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Newsprint Plant Still Running Despite Steep Declines

Tue, 12/01/2009 - 3:59am
Ruth Jensen

GRENADA, Miss. (AP) — The AbitibiBowater newsprint plant in Grenada now employs 181 people — its lowest number on record — but Manager Wade Taylor says they "have been willing to do whatever is necessary to keep the plant going."

Newsprint sales have been shrinking over the years, and this year was difficult, Taylor said.

"We've closed several Canadian mills, and this one has been closed 50 percent of the year," he said.

The Grenada site makes 700 metric tons of paper a day. Taylor said it will run full speed for the rest of the year — but, he added, "nobody talks much about what will happen after that."

Taylor said he hopes the Grenada plant will now have fewer shutdowns as some plants elsewhere have been indefinitely closed. Bowater, the largest publicly traded pulp and paper manufacturer in the world, has been in Chapter 11 bankruptcy protection as it reorganizes.

The Grenada plant is the company's only nonunion site, and Taylor said that has helped the plant keep going.

"Our folks are very flexible. They're willing to do whatever's necessary," Taylor said. "In a union environment, you can't ask someone to do some things."

Grenada has excellent workers, he said.

"The number of people needed to make a ton of paper is the lowest in any of our plants. We've got to excel, do more with less. We've reduced costs at corporate offices and reduced our overhead."

Taylor said the plant's employees get good pay and benefits, averaging $25 to $30 per hour, Taylor said. Entry-level jobs start at about $14 an hour.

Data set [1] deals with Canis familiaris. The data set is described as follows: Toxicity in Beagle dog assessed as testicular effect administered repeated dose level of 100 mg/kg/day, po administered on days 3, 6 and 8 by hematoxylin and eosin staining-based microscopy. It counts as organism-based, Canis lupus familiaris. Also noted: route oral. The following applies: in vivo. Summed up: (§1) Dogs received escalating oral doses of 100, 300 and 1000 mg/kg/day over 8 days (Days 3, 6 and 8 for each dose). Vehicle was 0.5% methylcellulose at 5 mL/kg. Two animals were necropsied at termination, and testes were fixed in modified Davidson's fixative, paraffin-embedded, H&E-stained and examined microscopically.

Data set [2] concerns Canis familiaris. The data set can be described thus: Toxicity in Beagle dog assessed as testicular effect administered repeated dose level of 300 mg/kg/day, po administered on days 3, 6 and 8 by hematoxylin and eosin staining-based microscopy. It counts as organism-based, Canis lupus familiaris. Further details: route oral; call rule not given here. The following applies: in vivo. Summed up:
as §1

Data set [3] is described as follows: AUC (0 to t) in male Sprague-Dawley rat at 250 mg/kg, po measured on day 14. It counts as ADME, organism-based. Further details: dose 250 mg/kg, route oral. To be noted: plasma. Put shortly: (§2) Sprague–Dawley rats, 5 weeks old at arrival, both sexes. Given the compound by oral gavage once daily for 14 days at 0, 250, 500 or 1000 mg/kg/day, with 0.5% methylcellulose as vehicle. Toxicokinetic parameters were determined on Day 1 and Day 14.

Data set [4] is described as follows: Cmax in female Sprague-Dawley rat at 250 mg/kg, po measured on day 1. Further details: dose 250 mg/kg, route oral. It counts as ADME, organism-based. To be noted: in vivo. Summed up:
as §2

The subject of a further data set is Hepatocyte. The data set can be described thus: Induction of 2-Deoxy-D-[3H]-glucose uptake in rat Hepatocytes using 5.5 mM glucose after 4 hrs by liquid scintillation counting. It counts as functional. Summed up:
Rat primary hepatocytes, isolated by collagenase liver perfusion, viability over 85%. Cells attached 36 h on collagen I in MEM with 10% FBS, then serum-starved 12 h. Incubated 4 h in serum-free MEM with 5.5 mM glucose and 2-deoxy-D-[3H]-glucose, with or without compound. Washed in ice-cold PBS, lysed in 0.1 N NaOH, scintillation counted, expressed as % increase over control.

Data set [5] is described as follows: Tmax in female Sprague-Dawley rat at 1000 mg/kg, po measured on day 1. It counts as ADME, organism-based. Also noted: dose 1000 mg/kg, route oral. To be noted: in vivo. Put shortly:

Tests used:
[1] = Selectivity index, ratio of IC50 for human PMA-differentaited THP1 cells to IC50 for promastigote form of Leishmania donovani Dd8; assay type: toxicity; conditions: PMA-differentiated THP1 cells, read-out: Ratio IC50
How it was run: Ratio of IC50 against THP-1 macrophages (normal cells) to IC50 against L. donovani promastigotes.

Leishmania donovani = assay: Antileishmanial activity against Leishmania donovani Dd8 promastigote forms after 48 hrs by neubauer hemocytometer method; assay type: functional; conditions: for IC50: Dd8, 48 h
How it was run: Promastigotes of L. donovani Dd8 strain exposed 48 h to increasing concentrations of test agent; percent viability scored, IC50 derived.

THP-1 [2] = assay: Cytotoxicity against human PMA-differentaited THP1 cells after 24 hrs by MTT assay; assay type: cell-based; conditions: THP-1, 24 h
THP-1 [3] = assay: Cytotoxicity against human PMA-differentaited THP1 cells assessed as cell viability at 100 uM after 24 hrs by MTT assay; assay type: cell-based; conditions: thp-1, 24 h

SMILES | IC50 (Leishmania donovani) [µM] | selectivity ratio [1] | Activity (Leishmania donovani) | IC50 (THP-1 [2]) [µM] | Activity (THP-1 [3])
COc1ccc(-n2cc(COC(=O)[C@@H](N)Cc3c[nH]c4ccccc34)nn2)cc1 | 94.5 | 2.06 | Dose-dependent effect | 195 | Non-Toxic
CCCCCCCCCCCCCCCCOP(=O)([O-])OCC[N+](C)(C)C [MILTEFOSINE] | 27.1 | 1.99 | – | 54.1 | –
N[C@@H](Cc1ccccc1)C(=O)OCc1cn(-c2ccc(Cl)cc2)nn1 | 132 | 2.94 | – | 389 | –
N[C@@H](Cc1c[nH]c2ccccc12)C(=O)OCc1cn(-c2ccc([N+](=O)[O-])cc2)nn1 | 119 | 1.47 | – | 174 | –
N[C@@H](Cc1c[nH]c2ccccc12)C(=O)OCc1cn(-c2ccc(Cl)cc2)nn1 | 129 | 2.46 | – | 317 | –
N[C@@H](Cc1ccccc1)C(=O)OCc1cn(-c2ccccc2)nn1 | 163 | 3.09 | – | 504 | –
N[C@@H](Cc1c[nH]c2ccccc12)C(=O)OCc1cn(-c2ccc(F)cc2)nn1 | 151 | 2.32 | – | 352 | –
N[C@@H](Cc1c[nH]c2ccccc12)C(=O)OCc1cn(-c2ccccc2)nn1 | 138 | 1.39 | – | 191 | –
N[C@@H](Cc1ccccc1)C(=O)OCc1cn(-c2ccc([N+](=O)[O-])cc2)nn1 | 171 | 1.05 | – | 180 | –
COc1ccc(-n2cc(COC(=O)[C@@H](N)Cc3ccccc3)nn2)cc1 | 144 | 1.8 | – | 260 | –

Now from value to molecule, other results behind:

"We were worried we could be on the shutdown list, so some of our employees chose to leave," Taylor said. "We've asked others to step up. We may have to shuffle different departments, but we hope to keep everything as is."

The Bowater plant pays about $1 million a year in taxes to Grenada County, according to Tax Assessor David Melton.

"They're our top taxpaying entity," he said.

Taylor said that figure alone doesn't tell the whole story of what the mill means to the area.

"When you look at our payroll and our suppliers, the loggers and others, there are at least 500 people and families impacted by our mill."

Taylor said he hopes the demand for newsprint has bottomed out. As U.S. demand has shrunk, world demand has grown.

"Our largest customer is in Mexico," he said. "We have a site in Korea and the U.K., China and India are booming."

In addition to the credit crunch, which hit Bowater's customers hard, this year's weather has also been a hindrance.

Taylor said the plant doesn't like to keep wood more than about two weeks, as the Southern Pine will darken and change colors after a period of time.

"You can't bleach it enough to fix that," he said.

That discoloration problem can also affect the paper itself.

"If we make extra and it doesn't move, we start watching it around three months. We don't sell it after six because of yellowing," Taylor said.

Loggers haven't been able to get to the wood because of the rain, he said. "Then the housing market bottomed, so sawmills are not operating as much. If it rains more than five days in a row, we'd run out of wood."

Cold weather is good for the plant, since wood doesn't darken as much in winter.

Taylor said the company is facing other possible hits should "cap and trade" legislation pass.

Even though the plant uses the steam produced in the pulp-making process to run its dryers, its electricity comes from the TVA, which generates power from coal and natural gas.

"We capture and burn biomass fuel — bark — but indirectly our costs will go up as TVA increases its price for electricity," Taylor said.

Newspaper publishers have choices in the type of paper they buy, so many are using a thinner paper, he said. It's not any cheaper, but they get more on a roll, which helps in controlling their cost of operation.

While the newsprint industry has suffered along with other types of commerce, publishers and newsprint producers hope to do all they can to keep producing.

"We try to serve our customers well — get them what they need when they need it, and put out a good product that prints well," Taylor said.

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